Patients with newly diagnosed cancer or patients undergoing all or part of their initial treatment at JH SKCCC were identified through the Johns Hopkins Hospital (JHH) cancer registry. All accruals to cancer clinical trials, including therapeutic and non-therapeutic studies, were recorded by the JH SKCCC Clinical Research Office. This study was designated as exempt by the institutional review board of the Johns Hopkins School of Medicine.
This study included analytic cancer cases and accruals to clinical trials enrolled from 2005 to 2007. Year of diagnosis for each case was defined based on the composite medical record, with preference going to a pathology report of cancer for date of diagnosis. Cancer center analytic cases are defined by the American College of Surgeons as initially diagnosed or receiving all or part of the first course of treatment within the center.15
Study subjects were residents of the continental United States at diagnosis. This analysis comprised 17,637 analytic patients and 5068 accruals.
Level of clinical trial participation was measured by the ACR and defined as the number of accruals divided by the number of cancer cases diagnosed in the same period and population subgroup. JH SKCCC cancer cases and clinical trial accruals were aggregated by case characteristics of age, race, sex, place of residence, and cancer site. Because the portfolio of therapeutic and nontherapeutic clinical trials differed substantively, results were presented by clinical trial type separately.
Numbers of clinical trial accruals among Hispanic individuals were small and thus not considered in this Poisson, multivariate analysis, which requires sufficient and non-zero sample size in most cells. During the 5-year period, the JH SKCCC registered 163 Hispanic patients and 79 accruals; nevertheless, these patients are included in the race (white, black, and other races) analysis. Place of residence and race were the independent variables of interest.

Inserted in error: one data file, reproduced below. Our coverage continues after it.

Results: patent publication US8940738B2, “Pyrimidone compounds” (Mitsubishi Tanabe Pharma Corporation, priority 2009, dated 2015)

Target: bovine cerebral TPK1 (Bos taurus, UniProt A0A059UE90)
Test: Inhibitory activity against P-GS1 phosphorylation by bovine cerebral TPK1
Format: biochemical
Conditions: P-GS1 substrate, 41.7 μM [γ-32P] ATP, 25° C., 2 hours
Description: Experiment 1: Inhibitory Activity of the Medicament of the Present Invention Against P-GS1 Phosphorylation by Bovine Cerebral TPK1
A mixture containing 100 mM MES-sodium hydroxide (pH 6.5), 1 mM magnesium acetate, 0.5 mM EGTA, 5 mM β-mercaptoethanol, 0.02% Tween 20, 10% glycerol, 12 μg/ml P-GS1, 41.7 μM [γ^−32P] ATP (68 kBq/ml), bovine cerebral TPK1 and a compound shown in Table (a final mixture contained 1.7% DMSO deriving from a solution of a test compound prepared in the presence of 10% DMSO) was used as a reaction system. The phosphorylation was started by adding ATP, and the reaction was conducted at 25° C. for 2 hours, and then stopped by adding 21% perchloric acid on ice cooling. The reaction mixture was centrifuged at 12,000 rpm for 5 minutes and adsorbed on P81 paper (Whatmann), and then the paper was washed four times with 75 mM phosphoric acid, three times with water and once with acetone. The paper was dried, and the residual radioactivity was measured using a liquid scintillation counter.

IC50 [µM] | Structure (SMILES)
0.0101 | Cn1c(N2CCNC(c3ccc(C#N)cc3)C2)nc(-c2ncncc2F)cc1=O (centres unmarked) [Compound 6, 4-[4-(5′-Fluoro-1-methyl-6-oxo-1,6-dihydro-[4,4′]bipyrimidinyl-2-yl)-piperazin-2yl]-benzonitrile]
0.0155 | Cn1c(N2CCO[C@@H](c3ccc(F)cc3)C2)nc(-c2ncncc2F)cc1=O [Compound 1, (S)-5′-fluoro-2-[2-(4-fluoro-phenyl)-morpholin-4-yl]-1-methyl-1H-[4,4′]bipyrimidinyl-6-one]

Place of residence was categorized as Baltimore City; non–Baltimore City catchment area, consisting of 57 surrounding counties; or non–catchment area (i.e., all other continental United States counties of residence). The JH SKCCC catchment area is a SaTScan-determined geographic cluster of any cancer case seen within the center (1998–2002).11,12
County of residence was maintained as state and county/city name in the JHH cancer registry, which were converted to Census Bureau Federal Information Processing Standards (FIPS) codes. Zip codes of residence were converted to county FIPS codes using Market Planner Plus software (Solucient) for patients whose addresses were incomplete. Cancer cases and clinical trial accruals with county address of residence unresolved were coded as “unknown” (cancer cases, N = 741; clinical trial accruals, N = 132).
Race was abstracted by the JHH cancer registry staff from the medical record. Most JH SKCCC patients could be categorized as white or black (97%); all persons of non-white or non-black race were coded as “other races.”